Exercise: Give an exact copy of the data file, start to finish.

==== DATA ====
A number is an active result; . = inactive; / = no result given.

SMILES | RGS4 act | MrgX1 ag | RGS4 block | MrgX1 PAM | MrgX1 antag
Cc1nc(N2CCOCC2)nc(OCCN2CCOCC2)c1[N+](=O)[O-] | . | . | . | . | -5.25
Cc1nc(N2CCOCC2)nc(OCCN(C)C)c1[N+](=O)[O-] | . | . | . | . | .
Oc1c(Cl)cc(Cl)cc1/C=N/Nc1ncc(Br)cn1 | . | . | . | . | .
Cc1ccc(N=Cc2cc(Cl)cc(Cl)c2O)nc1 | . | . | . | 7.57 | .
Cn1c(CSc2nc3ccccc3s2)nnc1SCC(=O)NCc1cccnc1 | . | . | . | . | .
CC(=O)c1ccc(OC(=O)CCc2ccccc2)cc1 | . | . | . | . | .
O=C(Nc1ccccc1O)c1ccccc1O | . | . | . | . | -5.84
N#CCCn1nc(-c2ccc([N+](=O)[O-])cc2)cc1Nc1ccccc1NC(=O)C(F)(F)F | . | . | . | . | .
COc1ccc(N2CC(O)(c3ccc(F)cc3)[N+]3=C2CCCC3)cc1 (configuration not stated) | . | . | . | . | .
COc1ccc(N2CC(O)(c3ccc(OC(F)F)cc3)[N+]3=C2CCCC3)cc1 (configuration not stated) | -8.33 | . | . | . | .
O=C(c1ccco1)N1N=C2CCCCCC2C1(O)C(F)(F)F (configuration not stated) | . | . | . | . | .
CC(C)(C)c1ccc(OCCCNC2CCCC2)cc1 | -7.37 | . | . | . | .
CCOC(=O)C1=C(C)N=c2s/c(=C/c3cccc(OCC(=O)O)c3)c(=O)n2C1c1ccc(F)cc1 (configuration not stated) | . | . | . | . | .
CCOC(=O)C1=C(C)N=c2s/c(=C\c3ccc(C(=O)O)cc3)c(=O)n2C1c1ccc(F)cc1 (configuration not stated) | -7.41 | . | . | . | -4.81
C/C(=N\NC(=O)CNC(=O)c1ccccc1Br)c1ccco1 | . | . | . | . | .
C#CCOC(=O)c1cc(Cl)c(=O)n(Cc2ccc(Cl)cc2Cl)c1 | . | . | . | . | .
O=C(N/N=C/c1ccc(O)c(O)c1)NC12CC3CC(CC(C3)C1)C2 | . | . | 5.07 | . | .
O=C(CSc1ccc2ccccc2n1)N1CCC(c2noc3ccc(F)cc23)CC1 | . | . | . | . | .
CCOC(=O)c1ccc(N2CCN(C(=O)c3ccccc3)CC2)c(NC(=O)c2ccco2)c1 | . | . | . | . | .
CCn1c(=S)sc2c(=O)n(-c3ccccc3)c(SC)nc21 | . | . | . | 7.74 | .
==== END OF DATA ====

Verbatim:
A number is an active result; . = inactive; / = no result given.

SMILES | RGS4 act | MrgX1 ag | RGS4 block | MrgX1 PAM | MrgX1 antag
Cc1nc(N2CCOCC2)nc(OCCN2CCOCC2)c1[N+](=O)[O-] | . | . | . | . | -5.25
Cc1nc(N2CCOCC2)nc(OCCN(C)C)c1[N+](=O)[O-] | . | . | . | . | .
Oc1c(Cl)cc(Cl)cc1/C=N/Nc1ncc(Br)cn1 | . | . | . | . | .
Cc1ccc(N=Cc2cc(Cl)cc(Cl)c2O)nc1 | . | . | . | 7.57 | .
Cn1c(CSc2nc3ccccc3s2)nnc1SCC(=O)NCc1cccnc1 | . | . | . | . | .
CC(=O)c1ccc(OC(=O)CCc2ccccc2)cc1 | . | . | . | . | .
O=C(Nc1ccccc1O)c1ccccc1O | . | . | . | . | -5.84
N#CCCn1nc(-c2ccc([N+](=O)[O-])cc2)cc1Nc1ccccc1NC(=O)C(F)(F)F | . | . | . | . | .
COc1ccc(N2CC(O)(c3ccc(F)cc3)[N+]3=C2CCCC3)cc1 (configuration not stated) | . | . | . | . | .
COc1ccc(N2CC(O)(c3ccc(OC(F)F)cc3)[N+]3=C2CCCC3)cc1 (configuration not stated) | -8.33 | . | . | . | .
O=C(c1ccco1)N1N=C2CCCCCC2C1(O)C(F)(F)F (configuration not stated) | . | . | . | . | .
CC(C)(C)c1ccc(OCCCNC2CCCC2)cc1 | -7.37 | . | . | . | .
CCOC(=O)C1=C(C)N=c2s/c(=C/c3cccc(OCC(=O)O)c3)c(=O)n2C1c1ccc(F)cc1 (configuration not stated) | . | . | . | . | .
CCOC(=O)C1=C(C)N=c2s/c(=C\c3ccc(C(=O)O)cc3)c(=O)n2C1c1ccc(F)cc1 (configuration not stated) | -7.41 | . | . | . | -4.81
C/C(=N\NC(=O)CNC(=O)c1ccccc1Br)c1ccco1 | . | . | . | . | .
C#CCOC(=O)c1cc(Cl)c(=O)n(Cc2ccc(Cl)cc2Cl)c1 | . | . | . | . | .
O=C(N/N=C/c1ccc(O)c(O)c1)NC12CC3CC(CC(C3)C1)C2 | . | . | 5.07 | . | .
O=C(CSc1ccc2ccccc2n1)N1CCC(c2noc3ccc(F)cc23)CC1 | . | . | . | . | .
CCOC(=O)c1ccc(N2CCN(C(=O)c3ccccc3)CC2)c(NC(=O)c2ccco2)c1 | . | . | . | . | .
CCn1c(=S)sc2c(=O)n(-c3ccccc3)c(SC)nc21 | . | . | . | 7.74 | .